NYC needs to build its way out of the pandemic recession hole, Stringer says
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Mayor Bill de Blasio should jumpstart pandemic-snagged plans to build affordable housing and schools, and repair aging infrastructure — even if it takes long-term borrowing to help pay for such projects, City Comptroller Scott Stringer declared Monday.
In a letter sent to de Blasio and obtained by THE CITY, the mayoral candidate argued that ample cash reserves, New York’s solid credit rating and historically low interest rates mean the city can afford to resume work on capital projects, despite serious budget problems.
Stringer argued the boost to the city’s economy, which has lost almost 700,000 jobs since February and whose 14.1 percent unemployment rate is almost double the national figure, would be vital to rebounding from the coronavirus crisis.
“Every billion dollars in construction spending creates nearly 5,000 direct construction jobs and hundreds of other indirect and induced jobs,” the letter says.
“With construction in the private sector forecasted to decline significantly over the next two years, increased city government capital construction projects are both needed to help boost construction sector employment, and will be competing against fewer private-sector projects for resources and labor.”
Last month, the New York Building Congress projected that construction spending this year would fall $10 billion below the $55.5 billion reached in 2019.
Borrowing, not burrowing
In June, City Councilmembers Brad Lander (D-Brooklyn) and Vanessa Gibson (D-The Bronx) issued a paper making the same arguments as Stringer — that borrowing to pay for capital projects was sound policy and that pushing off projects would prove more costly in the long run.
Lander noted that a broad coalition is emerging that includes other councilmembers, as well as contractors — especially minority-and-women-owned businesses — with city work on hold.
“All across the city, our parks have been getting huge use during COVID-19, but the capital projects to fix the bathrooms, improve drainage, and repair paths have been frozen by” the city Office of Management and Budget, Lander told THE CITY.
He also pointed to a “shovel-ready” street safety improvement in his district, on busy Fourth Avenue, adding: “OMB won’t give the go-ahead.”
Both the comptroller and the councilmembers made distinctions between borrowing to finance major construction projects and the controversial idea of borrowing to cover red ink in the day-to-day operating budget.
“Borrowing to cover operating expenses is like a family taking out a loan to pay for groceries,” the Council policy paper said. “It might work for this week, but next week, you will still need to buy food, you still won’t have the income to cover it, and now you will owe the debt service for last week’s groceries in addition to this week’s.”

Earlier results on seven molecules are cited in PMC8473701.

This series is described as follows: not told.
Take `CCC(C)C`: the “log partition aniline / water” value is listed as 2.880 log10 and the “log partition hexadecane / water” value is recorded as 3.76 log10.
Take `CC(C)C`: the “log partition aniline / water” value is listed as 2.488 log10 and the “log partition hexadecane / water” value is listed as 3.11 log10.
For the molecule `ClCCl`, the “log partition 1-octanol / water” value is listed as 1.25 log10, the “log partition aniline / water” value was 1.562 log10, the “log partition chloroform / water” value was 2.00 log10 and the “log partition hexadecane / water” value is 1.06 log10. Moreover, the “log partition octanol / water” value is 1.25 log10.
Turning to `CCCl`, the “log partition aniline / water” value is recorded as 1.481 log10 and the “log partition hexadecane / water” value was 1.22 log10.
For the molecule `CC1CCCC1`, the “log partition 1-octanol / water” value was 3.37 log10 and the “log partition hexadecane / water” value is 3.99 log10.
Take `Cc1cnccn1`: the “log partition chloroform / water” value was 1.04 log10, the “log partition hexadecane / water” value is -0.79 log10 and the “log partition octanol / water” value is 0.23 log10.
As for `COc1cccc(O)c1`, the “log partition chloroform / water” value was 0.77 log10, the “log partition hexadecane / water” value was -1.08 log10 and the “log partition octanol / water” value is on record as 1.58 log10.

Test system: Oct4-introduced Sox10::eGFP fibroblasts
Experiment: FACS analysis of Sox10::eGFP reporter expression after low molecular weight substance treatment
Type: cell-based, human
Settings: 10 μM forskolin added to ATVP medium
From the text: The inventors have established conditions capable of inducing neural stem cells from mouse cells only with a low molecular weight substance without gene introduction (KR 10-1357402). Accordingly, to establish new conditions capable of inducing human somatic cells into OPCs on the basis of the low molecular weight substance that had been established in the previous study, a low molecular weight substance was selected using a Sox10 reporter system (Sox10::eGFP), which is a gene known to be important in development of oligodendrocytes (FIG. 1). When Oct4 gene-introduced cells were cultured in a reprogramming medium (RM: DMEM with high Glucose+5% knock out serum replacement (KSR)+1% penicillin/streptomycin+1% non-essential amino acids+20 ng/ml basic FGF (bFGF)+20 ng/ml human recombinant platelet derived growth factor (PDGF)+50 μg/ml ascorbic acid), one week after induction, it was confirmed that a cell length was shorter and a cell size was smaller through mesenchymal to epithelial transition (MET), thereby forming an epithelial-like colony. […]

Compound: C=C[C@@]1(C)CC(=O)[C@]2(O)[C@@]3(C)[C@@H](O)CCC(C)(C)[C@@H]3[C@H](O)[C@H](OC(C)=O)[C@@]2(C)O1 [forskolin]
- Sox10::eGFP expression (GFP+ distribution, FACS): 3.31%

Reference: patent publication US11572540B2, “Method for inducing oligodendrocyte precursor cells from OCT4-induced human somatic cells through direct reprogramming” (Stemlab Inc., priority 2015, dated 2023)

Some economists, including Nobel Prize winner and New York Times columnist Paul Krugman, have argued that long-term borrowing makes sense as long as the interest rate is less than the long-term growth rate of the economy, which is the situation now.
The comptroller noted that the mayor has reduced capital spending for 2020 and 2021 by $4.2 billion, including deferring $1 billion for affordable housing and $900 million in school projects. The total the administration committed was $8.06 billion — half of what had previously been planned and 36 percent below the amount for 2019.
The de Blasio administration did not immediately respond to a request for comment.
Biden our time
The city’s budget is precariously balanced, assuming state aid cuts are averted. The mayor achieved labor savings by deferring some payments to next year, increasing a projected deficit that is already at $4 billion.
The election of Joe Biden as president makes an infusion of federal aid into the city’s operating budget more likely than it would have been during a second term for Donald Trump, who had declared his hometown an “anarchist jurisdiction.”
It isn’t clear whether Washington will finally compromise on a major infrastructure package that would bring billions of dollars to the city for the kind of projects the comptroller wants to resume. But neither of those possibilities are part of Stringer’s argument, even as he acknowledged the city’s budget problems are serious.
‘We should… jumpstart our economic recovery and invest in our city’s future.’
“The city’s financial position obviously requires careful management, but the budgetary costs of financing the capital program are manageable,” Stringer said in a statement. “We should both responsibly manage our operating budget and re-start the critical capital projects that create jobs, jumpstart our economic recovery, and invest in our city’s future.”
The fiscal watchdogs at the Citizens Budget Commission agree the capital program should be revived — but only after a review of which projects should get the highest priority and what the city can afford.
“Disinvestment in infrastructure is a mistake of past fiscal crises the city should not repeat,” said Maria Doulis, CBC’s deputy director. “The city should rescope its capital program to ensure critical projects to improve and maintain the core infrastructure New Yorkers rely on can proceed within a plan that is affordable and can be effectively implemented.”
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